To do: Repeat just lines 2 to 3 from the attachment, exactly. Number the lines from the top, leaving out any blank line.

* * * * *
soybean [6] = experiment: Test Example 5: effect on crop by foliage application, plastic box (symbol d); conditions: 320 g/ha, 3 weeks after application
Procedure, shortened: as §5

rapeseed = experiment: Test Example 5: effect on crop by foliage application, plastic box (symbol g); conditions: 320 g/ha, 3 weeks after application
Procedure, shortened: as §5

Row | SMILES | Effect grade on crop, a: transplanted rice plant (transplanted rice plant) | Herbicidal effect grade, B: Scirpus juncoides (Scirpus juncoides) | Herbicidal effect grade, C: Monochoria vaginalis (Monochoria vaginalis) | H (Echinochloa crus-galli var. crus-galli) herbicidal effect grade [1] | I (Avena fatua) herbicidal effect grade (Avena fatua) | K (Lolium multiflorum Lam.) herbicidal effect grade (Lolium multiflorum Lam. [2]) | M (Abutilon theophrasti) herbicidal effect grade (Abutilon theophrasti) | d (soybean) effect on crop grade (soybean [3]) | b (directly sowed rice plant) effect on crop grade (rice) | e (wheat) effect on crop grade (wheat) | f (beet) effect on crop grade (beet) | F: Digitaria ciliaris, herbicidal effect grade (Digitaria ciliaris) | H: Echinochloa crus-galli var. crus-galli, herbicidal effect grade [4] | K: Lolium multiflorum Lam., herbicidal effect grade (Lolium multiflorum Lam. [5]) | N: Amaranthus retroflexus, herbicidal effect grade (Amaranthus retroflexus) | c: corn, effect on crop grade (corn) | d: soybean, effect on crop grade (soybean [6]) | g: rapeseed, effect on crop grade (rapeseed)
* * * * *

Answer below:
Procedure, shortened: as §5

rapeseed = experiment: Test Example 5: effect on crop by foliage application, plastic box (symbol g); conditions: 320 g/ha, 3 weeks after application